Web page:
# PyPi Packaging with PyScaffolding

PyScaffold (pip install PyScaffold or pyscaffold) is awesome tooling. It adds a nice putup command to your shell. The putup command creates a boiler-plate directory structure for any python project. It can even set up .tox and .travis test config files, documentation build scripts, and a django project for you, if you ask it to. And it is very git aware. The only thing I add to my git hooks is a pandoc line to translate my README.md into README.rst so that both my github-trained fingers and ReST-loving PyPi can be happy.

PyScaffold splits your setup configuration into to files, setup.py and setup.cfg. Obviously all your edits should go into setup.cfg. I love the way it gives you examples for creating shell console scripts that automatically install in the users path when someone pip installs your package. For the guten package I used this to create command line scripts to launch daemons that can train a bot on massive bodies of text like the Gutenberg Project.

Peter Downs has a great HowTo on uploading your package to PyPi, but PyScaffold and I add a few twists to automate a couple things.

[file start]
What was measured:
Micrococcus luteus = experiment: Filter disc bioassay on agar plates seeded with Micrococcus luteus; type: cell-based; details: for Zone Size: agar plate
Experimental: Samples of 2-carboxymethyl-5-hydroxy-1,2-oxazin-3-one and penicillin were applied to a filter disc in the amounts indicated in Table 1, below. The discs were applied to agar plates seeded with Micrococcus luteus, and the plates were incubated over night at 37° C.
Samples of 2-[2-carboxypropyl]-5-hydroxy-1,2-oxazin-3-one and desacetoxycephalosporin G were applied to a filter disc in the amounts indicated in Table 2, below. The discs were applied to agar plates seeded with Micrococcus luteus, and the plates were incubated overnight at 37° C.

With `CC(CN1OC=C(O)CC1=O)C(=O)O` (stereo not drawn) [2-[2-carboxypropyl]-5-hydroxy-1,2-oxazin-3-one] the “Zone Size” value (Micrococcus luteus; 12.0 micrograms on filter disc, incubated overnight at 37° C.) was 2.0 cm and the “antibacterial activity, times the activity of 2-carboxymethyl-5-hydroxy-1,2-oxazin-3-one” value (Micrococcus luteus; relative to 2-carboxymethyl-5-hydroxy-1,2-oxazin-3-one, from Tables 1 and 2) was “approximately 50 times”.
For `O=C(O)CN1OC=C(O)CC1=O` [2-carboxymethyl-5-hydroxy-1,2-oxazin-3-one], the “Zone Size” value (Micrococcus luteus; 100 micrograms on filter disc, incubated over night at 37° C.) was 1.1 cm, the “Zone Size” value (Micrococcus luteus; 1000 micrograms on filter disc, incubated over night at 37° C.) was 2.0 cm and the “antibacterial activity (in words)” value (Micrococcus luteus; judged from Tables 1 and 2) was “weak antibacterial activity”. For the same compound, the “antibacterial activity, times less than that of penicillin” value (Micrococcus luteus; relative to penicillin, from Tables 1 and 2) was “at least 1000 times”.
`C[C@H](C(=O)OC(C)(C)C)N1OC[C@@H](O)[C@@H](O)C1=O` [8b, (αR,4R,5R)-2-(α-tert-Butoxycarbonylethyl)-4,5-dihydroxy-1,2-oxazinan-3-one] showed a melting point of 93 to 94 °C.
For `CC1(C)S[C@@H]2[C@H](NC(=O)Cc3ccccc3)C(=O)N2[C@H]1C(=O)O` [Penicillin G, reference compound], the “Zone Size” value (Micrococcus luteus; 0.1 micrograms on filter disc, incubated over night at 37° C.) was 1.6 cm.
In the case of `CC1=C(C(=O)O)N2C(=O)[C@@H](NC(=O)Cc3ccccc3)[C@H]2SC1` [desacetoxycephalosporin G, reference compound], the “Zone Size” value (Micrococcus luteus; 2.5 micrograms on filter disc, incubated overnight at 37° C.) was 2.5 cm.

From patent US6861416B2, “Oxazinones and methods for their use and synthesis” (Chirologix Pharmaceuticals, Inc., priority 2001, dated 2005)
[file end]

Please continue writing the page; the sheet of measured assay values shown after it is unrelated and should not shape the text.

So here’s what I did for sbd, a sentence boundary detector by Kyle Gorman that I needed up on pypi for my guten bot.

putup --with-tox --with-travis --with-pre-commit --with-numpydoc -l 'mit' -d 'Repackaged sentence boundary detection by Kyle Gorman (originally named "DetectorMorse")' sbd


This will name you as the author and copyright holder, so that’s the first thing I needed to change to give Kyle the credit for his state-of-the-art sentence segmenter. So edit the AUTHORS.rst file. That brings me to my pre-commit hook. My hook makes sure I never have to write ReST files and instead can stick to GitHub-flavored markdown. But I just edited a *.rst file. Anyway copy this hook to your hooks folder if you want to have your README.rst sync up with README.md on every commit. to ‘ve been copying my hooks from one project to the next

Written on March 10, 2016